My hypothesis: excess insulin (hyperinsulinemia) plays a major role in MS, as developed in my initial post: http://www.thisisms.com/forum/general-discussion-f1/topic1878.html "Insulin – Could This Be the Key?"
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Re: MS: The Rigidity Disease

Postby HappyPoet » Mon Jul 08, 2013 8:15 pm

lyndacarol, I wish we had more hypotheses to consider, and I appreciate you sharing yours with us. I find it's not hard to remember the words "fasting blood insulin test" (but have written them down in my wallet, just in case) and plan to ask for--demand, if need be--the test at my next GP appointment.

I've been working my way down a list of hypotheses and theories that has included, among others, DMDs, chemotherapies, CCSVI, AO chiro, chiro, Lyme testing, inclined bed therapy, acupuncture, supplements, and marijuana--the only ones that haven't helped me are the DMDs and chemotherapies. :roll:
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Re: MS: The Rigidity Disease

Postby standingtall » Tue Jul 09, 2013 1:25 am

Vesta, very interesting post. Thank you for sharing your thoughts once again. I can relate to most of your thoughts on rigidity.
My massage appointment is scheduled for today at 2p.m........and I have often wondered if I could afford to have massage every day what my symptoms may be like? If my insurance would pay for it, I would have massage every day. Cost of daily massage is way less than any of the current DMD's, but then that would cut into profits wouldn't it........There I go again.............

Lyndacarol and Jimmy, I also thank both of you for your insights and thoughts on the issues you champion. I do not believe Vesta's post was meant as an attack, or a negative toward your line of thought but rather as an example of the MS world in general. That's what I got out of it. But thanks goes out to both of you from me, on searching out many relationships between insulin, blood nutrient levels and MS. Both have helped me.
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Re: MS: The Rigidity Disease

Postby erinc14 » Tue Jul 09, 2013 7:15 am

I heard about a new book entitled The Science and Politics of Fear .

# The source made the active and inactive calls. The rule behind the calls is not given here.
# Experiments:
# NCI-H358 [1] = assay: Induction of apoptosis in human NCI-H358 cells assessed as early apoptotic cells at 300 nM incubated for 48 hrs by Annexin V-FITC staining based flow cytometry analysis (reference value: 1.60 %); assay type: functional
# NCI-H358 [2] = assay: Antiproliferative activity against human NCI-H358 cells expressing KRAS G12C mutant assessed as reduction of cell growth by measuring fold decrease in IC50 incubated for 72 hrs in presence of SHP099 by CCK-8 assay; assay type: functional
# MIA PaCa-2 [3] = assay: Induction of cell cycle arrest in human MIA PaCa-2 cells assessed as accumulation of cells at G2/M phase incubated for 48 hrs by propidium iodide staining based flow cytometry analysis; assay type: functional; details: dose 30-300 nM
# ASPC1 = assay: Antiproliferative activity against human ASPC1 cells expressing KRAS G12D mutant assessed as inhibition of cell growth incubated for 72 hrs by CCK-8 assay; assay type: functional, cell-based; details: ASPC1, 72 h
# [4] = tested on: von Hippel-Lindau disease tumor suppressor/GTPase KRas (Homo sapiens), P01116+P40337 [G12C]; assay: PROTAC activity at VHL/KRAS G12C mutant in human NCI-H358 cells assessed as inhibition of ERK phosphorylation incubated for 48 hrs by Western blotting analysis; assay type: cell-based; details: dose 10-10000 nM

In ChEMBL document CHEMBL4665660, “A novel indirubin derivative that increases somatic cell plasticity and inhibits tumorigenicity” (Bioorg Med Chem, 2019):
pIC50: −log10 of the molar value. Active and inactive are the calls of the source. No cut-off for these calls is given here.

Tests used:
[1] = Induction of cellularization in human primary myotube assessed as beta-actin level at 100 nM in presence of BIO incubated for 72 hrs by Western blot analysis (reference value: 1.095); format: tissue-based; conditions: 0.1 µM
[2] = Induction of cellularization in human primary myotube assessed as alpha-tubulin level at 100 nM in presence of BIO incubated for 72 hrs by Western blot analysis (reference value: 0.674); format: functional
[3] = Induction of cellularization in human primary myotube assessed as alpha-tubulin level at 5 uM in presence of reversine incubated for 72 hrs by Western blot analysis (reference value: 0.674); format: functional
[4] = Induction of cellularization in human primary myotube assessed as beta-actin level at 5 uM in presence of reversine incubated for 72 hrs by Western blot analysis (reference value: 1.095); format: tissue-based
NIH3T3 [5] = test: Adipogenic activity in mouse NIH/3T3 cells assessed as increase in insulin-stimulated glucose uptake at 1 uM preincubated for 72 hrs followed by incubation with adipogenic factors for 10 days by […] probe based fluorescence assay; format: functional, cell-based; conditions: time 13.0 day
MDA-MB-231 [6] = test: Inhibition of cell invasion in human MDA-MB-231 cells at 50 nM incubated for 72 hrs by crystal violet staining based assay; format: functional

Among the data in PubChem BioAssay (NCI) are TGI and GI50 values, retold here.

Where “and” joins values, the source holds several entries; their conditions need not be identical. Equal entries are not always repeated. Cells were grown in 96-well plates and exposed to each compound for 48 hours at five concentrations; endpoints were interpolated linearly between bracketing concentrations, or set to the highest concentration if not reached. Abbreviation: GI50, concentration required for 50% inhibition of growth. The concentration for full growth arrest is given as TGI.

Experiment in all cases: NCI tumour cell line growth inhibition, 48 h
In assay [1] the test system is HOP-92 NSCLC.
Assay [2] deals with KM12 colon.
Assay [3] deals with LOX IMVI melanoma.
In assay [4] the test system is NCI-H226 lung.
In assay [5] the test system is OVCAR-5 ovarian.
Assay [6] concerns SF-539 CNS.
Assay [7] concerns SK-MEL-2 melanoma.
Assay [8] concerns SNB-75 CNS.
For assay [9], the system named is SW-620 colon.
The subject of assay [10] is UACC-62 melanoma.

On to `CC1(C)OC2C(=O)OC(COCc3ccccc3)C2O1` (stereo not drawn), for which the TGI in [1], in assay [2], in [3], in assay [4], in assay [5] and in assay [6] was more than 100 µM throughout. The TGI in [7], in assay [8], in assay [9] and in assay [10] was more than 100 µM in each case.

just the title says it all.
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Re: MS: The Rigidity Disease

Postby vesta » Thu Jul 11, 2013 6:01 am

Thanks all for your comments. I will respond next week, I am currently overwhelmed by summer visitors. As standingtall commented, my remarks were certainly not meant as an attack on Lyndacarol and jimmylegs and we can all appreciate their work. More later.
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Re: MS: The Rigidity Disease

Postby vesta » Mon Jul 15, 2013 8:03 am

Greetings. erinc14 - The Science and Politics of Fear, great title. Blossom, since your MS is « skeletal » it requires a Saturn profession for treatment. Jimmylegs and lyndacarol, you both provide great info, but if one gives a quick look at the advice, insulin issues and zinc and magnesium, that isn’t enough. Jimmylegs I really think you should give your nutritional supplement advice up front and then emphasize the importance of zinc and magnesium with links. At least for “newbies”. Maybe that’s what I should do myself. Please don't take offense.
I believe that Saturn’s “children” were “controlled” more than “nurtured”. Well, that is an issue with me. In consequence I have an issue with taking care of myself. I don’t think I’m alone. Jimmylegs mentions the need to take the initiative and not depend on one’s Doctor to “fix” it. Nutritional therapy, counting out supplements, making raw vegetable juice become “rituals” in healing by learning to take the time for self care.
At first one might be looking for a "quick fix." Then it slowly sinks in that there isn't one, or at least an effective one. The long process of finding solutions is itself Healing (nurturing). Thanks all for the input.

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Re: MS: The Rigidity Disease

Postby jimmylegs » Mon Jul 15, 2013 9:15 am

your input is noted vesta, no offense taken. it's an approach that has evolved over a long time period. i have basically learned not to drag the entire trough around after the horses. imho the info is there for the people who want it. perhaps to split the difference i could follow up on cheer's earlier suggestion: general-discussion-f1/topic6758.html#p51853